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What Do You Know about Artificial Hip Replacements?

Mar. 02, 2021

Objectives of Artificial Hip Arthroplasty

Pain relief, improved stability, mobility and lower limb equilibrium. If the patient's condition is complex and it is difficult to achieve all of the above goals, the top goals should be achieved first, in the order described above.

Selection of artificial hip prosthesis

The choice of prosthesis should be based on the patient's condition and the characteristics of the prosthesis design, taking into account the surgeon's own clinical experience, and if necessary, multiple prostheses can be prepared before surgery.

Artificial hip prostheses are often divided into two categories: fixed and cemented. The patient's age, the condition of the acetabulum and proximal femur, the quality of the bone and the degree of bone loss should all be taken into consideration.

In some special cases, the use of a modular hip prosthesis or a restricted hip prosthesis, or even a custom-made prosthesis, may be considered.

In younger, more active patients with minimal structural changes to the proximal femur and acetabulum, a surface hip replacement can be performed.

New joint interfaces of ceramic-to-polyethylene, ceramic-to-ceramic and metal-to-metal can be used depending on the patient's individual circumstances.

Artificial Hip Prostheses

Post-operative instability of the artificial hip joint

In addition to certain conditions in the patient that can lead to postoperative dislocation, the surgeon's surgical technique is a major factor in postoperative hip instability.

Correct placement of the acetabular and femoral prostheses and proper soft tissue release can reduce the incidence of postoperative instability.

It is recommended that radiographs are routinely taken in the operating room at the end of the operation and any abnormalities are treated immediately. Early detection of hip dislocation can be treated by manipulation and plaster or brace fixation. In addition to repositioning the prosthesis, subluxation of the femoral trochanter, tightening of the joint capsule and selection of a polyethylene lining with an anti-dislocation rim are also effective surgical methods.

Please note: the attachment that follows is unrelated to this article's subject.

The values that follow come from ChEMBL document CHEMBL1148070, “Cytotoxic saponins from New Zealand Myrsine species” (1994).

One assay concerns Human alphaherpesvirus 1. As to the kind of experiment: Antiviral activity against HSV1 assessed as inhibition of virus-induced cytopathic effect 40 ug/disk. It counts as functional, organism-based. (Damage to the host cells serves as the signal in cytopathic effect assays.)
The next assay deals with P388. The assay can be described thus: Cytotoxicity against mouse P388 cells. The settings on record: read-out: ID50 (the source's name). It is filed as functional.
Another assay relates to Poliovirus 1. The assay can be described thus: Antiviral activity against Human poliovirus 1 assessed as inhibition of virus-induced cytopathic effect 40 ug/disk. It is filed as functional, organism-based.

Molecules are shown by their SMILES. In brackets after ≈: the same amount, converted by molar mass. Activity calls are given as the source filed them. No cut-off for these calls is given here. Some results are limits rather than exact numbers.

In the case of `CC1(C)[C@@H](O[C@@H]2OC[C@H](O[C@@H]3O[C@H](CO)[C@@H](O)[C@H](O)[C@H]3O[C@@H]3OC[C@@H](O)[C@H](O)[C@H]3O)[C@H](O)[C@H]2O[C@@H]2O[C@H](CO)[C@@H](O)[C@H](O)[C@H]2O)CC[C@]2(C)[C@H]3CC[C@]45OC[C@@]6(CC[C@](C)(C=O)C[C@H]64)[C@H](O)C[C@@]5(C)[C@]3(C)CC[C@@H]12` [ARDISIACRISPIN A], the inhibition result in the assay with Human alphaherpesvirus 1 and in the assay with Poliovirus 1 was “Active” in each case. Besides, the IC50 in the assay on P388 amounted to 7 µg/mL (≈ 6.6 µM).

Post-operative rehabilitation and follow-up after hip arthroplasty

An effective rehabilitation programme tailored to the individual patient can facilitate rapid recovery of hip function and mobility.

The rehabilitation process should start before the operation, with the patient being given information and an appropriate daily schedule, so that the patient is better able to cooperate with the rehabilitation process after the operation.

Effective postoperative analgesia is an important guarantee for early postoperative rehabilitation. Patients should be given timely and effective analgesic measures, including oral medication and pain pumps. Postoperative physical rehabilitation includes active (passive) joint movement, restoration and strengthening of muscles, etc. Emphasis should be placed on psychological education for patients and a strict follow-up system should be established.

The information is provided by the artificial hip prostheses supplier.